Monday, November 18, 2013

In Christ

Undoubtedly, the most influential tenet of the faith that I have ever learned was my newfound identity in Christ. These last two words are critical: IN CHRIST. Sadly, I never knew this when I first became a Christian.

Why do so many of us miss these two words?

Fortunately, I have heard more and more sermons addressing and proclaiming this fact. We need more Christians living with the certainty of their identity.

When it comes to the Christian journey, the "first step" of our faith must be more than just a sentimental memory. I love that old proverb that says a journey of a thousand miles begins with one step. It's almost cliché now, but it rings true regardless. The point I draw from it is that no matter how great the task, it must begin somewhere.

Understanding our identity in Christ should be the “first step” of the Christian faith. Too many of us miss it when we enter the body of Christ. Discussions about divine election, predestination, the Calvinism/Arminianism debate, and how one actually “gets saved” aside, it is clear that living in Christ’s Kingdom requires active action on our part (Note the active responses required: Mark 10:21; John 10:27; 14:15). If we would solidify this one tenet at the outset, our Christian growth would be filled with less frustration. 

I know firsthand what it is like to fail to grasp this and live life frustrated. In the face of my worst habitual sin, my inability to overcome it made me a walking hell; I was continually convicted of my sin, yet chained by remorse. The tension between sin and guilt were debilitating because it prevented me from any forward motion. The problem was myself. I would be so bent on ridding myself of sin that all I could do was focus on myself. I vowed to change my ways only to mess up again and then sulk in guilt, which only made me more selfish because, obviously, guilt only turns the focus onto oneself.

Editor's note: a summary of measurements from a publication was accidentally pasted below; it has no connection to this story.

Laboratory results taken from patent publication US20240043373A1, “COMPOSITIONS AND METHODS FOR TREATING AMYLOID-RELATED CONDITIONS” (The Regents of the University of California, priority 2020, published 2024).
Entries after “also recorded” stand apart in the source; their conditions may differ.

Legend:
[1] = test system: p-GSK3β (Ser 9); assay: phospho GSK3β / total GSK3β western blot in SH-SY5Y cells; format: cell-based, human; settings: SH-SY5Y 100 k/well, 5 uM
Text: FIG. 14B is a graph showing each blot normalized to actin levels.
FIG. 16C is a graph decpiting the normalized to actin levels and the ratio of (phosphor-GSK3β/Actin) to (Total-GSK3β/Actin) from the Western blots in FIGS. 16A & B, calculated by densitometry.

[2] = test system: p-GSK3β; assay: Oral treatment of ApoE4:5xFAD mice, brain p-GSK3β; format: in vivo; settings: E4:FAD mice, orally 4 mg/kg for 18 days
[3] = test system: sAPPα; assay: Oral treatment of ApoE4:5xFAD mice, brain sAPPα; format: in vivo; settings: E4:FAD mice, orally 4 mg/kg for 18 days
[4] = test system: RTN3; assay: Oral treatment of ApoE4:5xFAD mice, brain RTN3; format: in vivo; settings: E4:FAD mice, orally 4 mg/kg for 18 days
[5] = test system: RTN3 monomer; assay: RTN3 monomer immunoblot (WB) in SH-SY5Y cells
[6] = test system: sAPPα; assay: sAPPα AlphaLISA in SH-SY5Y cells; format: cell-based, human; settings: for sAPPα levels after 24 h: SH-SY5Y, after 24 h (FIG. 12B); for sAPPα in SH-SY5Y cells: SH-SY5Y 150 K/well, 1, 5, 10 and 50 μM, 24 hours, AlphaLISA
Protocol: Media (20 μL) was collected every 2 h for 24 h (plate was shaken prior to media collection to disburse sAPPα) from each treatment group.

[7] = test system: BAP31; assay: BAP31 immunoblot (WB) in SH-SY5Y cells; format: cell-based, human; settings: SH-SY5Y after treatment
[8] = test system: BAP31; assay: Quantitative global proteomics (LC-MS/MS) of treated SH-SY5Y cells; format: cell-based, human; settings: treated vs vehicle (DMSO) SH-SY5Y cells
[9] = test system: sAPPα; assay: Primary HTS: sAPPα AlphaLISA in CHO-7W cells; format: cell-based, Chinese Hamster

A wise man told me to "get over myself" and understand that I was no longer in sin because I was IN CHRIST. Only then did I began to see the freedom that Jesus offers. The work of our Savior solidified our identity so that we have no need to strive for peace with our own devices. We have been made into new people. Guilt and the preoccupation with “sin management” (to quote John Eldredge’s phrase) prevents us from growing up in our Christian identities. 

Growth, though, doesn't come without decisions and discipline. Discipline often gets misconstrued as legalism, but it is far from it. Being “in Christ” is what balances the tension between grace and work (see Rom. Eph. 2:5-10; Jam. 2:14-26), and it gives discipline the proper perspective. Only in Christ can we simultaneously do and rest without any worry of legalism or spiritual stagnation. It is “in Christ” where we are freed from sin so that we can grow up in our new identity (read Romans 6). If we fail to recognize that we have already been freed from sin in Christ, then we cannot grow. A plant cannot grow on its own; it must rely on the sun, water and good soil. It did not choose to become a plant, it simply is a plant. Likewise, we must first rest in our identity in Christ so that we can grow into our new identity by doing good deeds. 

If we have missed the enormity of these two words, “in Christ,” it's not too late. The beauty of being “in Christ” is that it's a reality whether we acknowledge it or not. It's an objective fact that we are invited to join. It's a fact we must return to over and over if we wish to grow, but it is always there to welcome us in. 

No comments:

Post a Comment